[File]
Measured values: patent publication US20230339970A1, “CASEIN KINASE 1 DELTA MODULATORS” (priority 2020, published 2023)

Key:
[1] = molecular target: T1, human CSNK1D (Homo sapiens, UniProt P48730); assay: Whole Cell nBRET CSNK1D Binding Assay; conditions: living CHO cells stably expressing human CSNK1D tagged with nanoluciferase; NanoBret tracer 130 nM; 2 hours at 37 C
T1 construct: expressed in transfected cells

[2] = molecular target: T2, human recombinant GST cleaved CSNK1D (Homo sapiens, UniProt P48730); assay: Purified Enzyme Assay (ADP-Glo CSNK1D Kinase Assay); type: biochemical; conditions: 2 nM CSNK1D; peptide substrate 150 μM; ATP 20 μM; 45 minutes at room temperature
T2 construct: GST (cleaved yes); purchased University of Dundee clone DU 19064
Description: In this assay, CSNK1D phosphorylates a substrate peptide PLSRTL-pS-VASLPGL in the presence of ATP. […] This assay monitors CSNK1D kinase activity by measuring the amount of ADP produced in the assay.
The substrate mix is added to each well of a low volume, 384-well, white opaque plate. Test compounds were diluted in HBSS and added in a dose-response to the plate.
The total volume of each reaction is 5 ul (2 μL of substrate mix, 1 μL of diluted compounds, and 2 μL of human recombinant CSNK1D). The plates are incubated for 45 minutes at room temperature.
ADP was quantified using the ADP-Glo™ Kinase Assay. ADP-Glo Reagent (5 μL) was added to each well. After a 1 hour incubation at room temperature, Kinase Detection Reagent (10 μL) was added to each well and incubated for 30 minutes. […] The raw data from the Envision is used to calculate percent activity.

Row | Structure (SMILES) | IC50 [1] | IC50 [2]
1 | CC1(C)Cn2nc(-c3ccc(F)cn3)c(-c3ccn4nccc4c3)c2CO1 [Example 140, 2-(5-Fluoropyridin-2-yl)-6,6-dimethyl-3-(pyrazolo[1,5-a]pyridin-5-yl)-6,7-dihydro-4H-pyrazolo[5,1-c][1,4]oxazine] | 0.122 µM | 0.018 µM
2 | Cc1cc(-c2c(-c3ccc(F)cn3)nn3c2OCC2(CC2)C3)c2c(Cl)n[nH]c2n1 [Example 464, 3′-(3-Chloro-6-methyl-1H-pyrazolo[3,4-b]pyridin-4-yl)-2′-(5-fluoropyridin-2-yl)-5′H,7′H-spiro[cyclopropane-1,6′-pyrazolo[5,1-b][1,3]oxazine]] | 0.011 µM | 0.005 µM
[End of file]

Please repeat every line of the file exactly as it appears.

Measured values: patent publication US20230339970A1, “CASEIN KINASE 1 DELTA MODULATORS” (priority 2020, published 2023)

Key:
[1] = molecular target: T1, human CSNK1D (Homo sapiens, UniProt P48730); assay: Whole Cell nBRET CSNK1D Binding Assay; conditions: living CHO cells stably expressing human CSNK1D tagged with nanoluciferase; NanoBret tracer 130 nM; 2 hours at 37 C
T1 construct: expressed in transfected cells

[2] = molecular target: T2, human recombinant GST cleaved CSNK1D (Homo sapiens, UniProt P48730); assay: Purified Enzyme Assay (ADP-Glo CSNK1D Kinase Assay); type: biochemical; conditions: 2 nM CSNK1D; peptide substrate 150 μM; ATP 20 μM; 45 minutes at room temperature
T2 construct: GST (cleaved yes); purchased University of Dundee clone DU 19064
Description: In this assay, CSNK1D phosphorylates a substrate peptide PLSRTL-pS-VASLPGL in the presence of ATP. […] This assay monitors CSNK1D kinase activity by measuring the amount of ADP produced in the assay.
The substrate mix is added to each well of a low volume, 384-well, white opaque plate. Test compounds were diluted in HBSS and added in a dose-response to the plate.
The total volume of each reaction is 5 ul (2 μL of substrate mix, 1 μL of diluted compounds, and 2 μL of human recombinant CSNK1D). The plates are incubated for 45 minutes at room temperature.
ADP was quantified using the ADP-Glo™ Kinase Assay. ADP-Glo Reagent (5 μL) was added to each well. After a 1 hour incubation at room temperature, Kinase Detection Reagent (10 μL) was added to each well and incubated for 30 minutes. […] The raw data from the Envision is used to calculate percent activity.

Row | Structure (SMILES) | IC50 [1] | IC50 [2]
1 | CC1(C)Cn2nc(-c3ccc(F)cn3)c(-c3ccn4nccc4c3)c2CO1 [Example 140, 2-(5-Fluoropyridin-2-yl)-6,6-dimethyl-3-(pyrazolo[1,5-a]pyridin-5-yl)-6,7-dihydro-4H-pyrazolo[5,1-c][1,4]oxazine] | 0.122 µM | 0.018 µM
2 | Cc1cc(-c2c(-c3ccc(F)cn3)nn3c2OCC2(CC2)C3)c2c(Cl)n[nH]c2n1 [Example 464, 3′-(3-Chloro-6-methyl-1H-pyrazolo[3,4-b]pyridin-4-yl)-2′-(5-fluoropyridin-2-yl)-5′H,7′H-spiro[cyclopropane-1,6′-pyrazolo[5,1-b][1,3]oxazine]] | 0.011 µM | 0.005 µM